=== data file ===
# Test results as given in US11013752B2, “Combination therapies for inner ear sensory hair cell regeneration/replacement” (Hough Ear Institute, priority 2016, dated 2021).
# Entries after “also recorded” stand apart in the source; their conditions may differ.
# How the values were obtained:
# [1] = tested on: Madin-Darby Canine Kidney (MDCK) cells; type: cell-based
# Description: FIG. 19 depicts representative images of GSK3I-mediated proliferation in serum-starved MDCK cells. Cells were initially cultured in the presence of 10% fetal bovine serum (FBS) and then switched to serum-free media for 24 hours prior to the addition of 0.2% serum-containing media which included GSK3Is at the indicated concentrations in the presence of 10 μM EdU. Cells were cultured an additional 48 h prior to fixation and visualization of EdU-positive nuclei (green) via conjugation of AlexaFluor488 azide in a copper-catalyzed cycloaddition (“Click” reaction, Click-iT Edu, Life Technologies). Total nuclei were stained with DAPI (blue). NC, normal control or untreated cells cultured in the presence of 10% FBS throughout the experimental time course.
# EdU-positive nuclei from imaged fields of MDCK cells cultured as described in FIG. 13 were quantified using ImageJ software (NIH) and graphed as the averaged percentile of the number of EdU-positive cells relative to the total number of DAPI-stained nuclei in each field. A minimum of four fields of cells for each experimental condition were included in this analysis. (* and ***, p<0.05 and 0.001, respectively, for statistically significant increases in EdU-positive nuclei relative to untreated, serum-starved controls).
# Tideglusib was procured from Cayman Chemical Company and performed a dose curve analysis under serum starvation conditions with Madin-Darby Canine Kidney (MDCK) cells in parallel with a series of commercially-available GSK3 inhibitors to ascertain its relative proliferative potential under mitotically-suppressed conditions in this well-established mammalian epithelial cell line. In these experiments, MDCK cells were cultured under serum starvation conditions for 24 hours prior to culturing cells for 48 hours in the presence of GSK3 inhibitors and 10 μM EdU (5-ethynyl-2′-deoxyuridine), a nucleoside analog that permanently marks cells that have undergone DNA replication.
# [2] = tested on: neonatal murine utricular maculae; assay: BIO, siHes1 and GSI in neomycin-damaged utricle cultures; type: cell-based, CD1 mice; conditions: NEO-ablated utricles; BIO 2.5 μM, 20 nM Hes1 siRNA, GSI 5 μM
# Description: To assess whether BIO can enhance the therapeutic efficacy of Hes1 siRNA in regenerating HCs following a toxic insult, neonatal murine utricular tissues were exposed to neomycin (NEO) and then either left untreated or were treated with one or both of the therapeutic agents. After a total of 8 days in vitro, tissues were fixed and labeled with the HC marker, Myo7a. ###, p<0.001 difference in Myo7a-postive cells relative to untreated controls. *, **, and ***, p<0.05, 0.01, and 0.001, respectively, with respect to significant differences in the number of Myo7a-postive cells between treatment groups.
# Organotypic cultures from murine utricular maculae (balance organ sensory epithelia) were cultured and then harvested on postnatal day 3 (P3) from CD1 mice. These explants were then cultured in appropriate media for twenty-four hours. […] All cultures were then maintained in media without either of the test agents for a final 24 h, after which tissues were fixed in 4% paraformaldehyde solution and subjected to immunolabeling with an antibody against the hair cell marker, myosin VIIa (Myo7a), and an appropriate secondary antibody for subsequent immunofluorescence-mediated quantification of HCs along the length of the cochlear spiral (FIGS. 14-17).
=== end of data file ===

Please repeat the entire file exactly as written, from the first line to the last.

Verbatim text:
# Test results as given in US11013752B2, “Combination therapies for inner ear sensory hair cell regeneration/replacement” (Hough Ear Institute, priority 2016, dated 2021).
# Entries after “also recorded” stand apart in the source; their conditions may differ.
# How the values were obtained:
# [1] = tested on: Madin-Darby Canine Kidney (MDCK) cells; type: cell-based
# Description: FIG. 19 depicts representative images of GSK3I-mediated proliferation in serum-starved MDCK cells. Cells were initially cultured in the presence of 10% fetal bovine serum (FBS) and then switched to serum-free media for 24 hours prior to the addition of 0.2% serum-containing media which included GSK3Is at the indicated concentrations in the presence of 10 μM EdU. Cells were cultured an additional 48 h prior to fixation and visualization of EdU-positive nuclei (green) via conjugation of AlexaFluor488 azide in a copper-catalyzed cycloaddition (“Click” reaction, Click-iT Edu, Life Technologies). Total nuclei were stained with DAPI (blue). NC, normal control or untreated cells cultured in the presence of 10% FBS throughout the experimental time course.
# EdU-positive nuclei from imaged fields of MDCK cells cultured as described in FIG. 13 were quantified using ImageJ software (NIH) and graphed as the averaged percentile of the number of EdU-positive cells relative to the total number of DAPI-stained nuclei in each field. A minimum of four fields of cells for each experimental condition were included in this analysis. (* and ***, p<0.05 and 0.001, respectively, for statistically significant increases in EdU-positive nuclei relative to untreated, serum-starved controls).
# Tideglusib was procured from Cayman Chemical Company and performed a dose curve analysis under serum starvation conditions with Madin-Darby Canine Kidney (MDCK) cells in parallel with a series of commercially-available GSK3 inhibitors to ascertain its relative proliferative potential under mitotically-suppressed conditions in this well-established mammalian epithelial cell line. In these experiments, MDCK cells were cultured under serum starvation conditions for 24 hours prior to culturing cells for 48 hours in the presence of GSK3 inhibitors and 10 μM EdU (5-ethynyl-2′-deoxyuridine), a nucleoside analog that permanently marks cells that have undergone DNA replication.
# [2] = tested on: neonatal murine utricular maculae; assay: BIO, siHes1 and GSI in neomycin-damaged utricle cultures; type: cell-based, CD1 mice; conditions: NEO-ablated utricles; BIO 2.5 μM, 20 nM Hes1 siRNA, GSI 5 μM
# Description: To assess whether BIO can enhance the therapeutic efficacy of Hes1 siRNA in regenerating HCs following a toxic insult, neonatal murine utricular tissues were exposed to neomycin (NEO) and then either left untreated or were treated with one or both of the therapeutic agents. After a total of 8 days in vitro, tissues were fixed and labeled with the HC marker, Myo7a. ###, p<0.001 difference in Myo7a-postive cells relative to untreated controls. *, **, and ***, p<0.05, 0.01, and 0.001, respectively, with respect to significant differences in the number of Myo7a-postive cells between treatment groups.
# Organotypic cultures from murine utricular maculae (balance organ sensory epithelia) were cultured and then harvested on postnatal day 3 (P3) from CD1 mice. These explants were then cultured in appropriate media for twenty-four hours. […] All cultures were then maintained in media without either of the test agents for a final 24 h, after which tissues were fixed in 4% paraformaldehyde solution and subjected to immunolabeling with an antibody against the hair cell marker, myosin VIIa (Myo7a), and an appropriate secondary antibody for subsequent immunofluorescence-mediated quantification of HCs along the length of the cochlear spiral (FIGS. 14-17).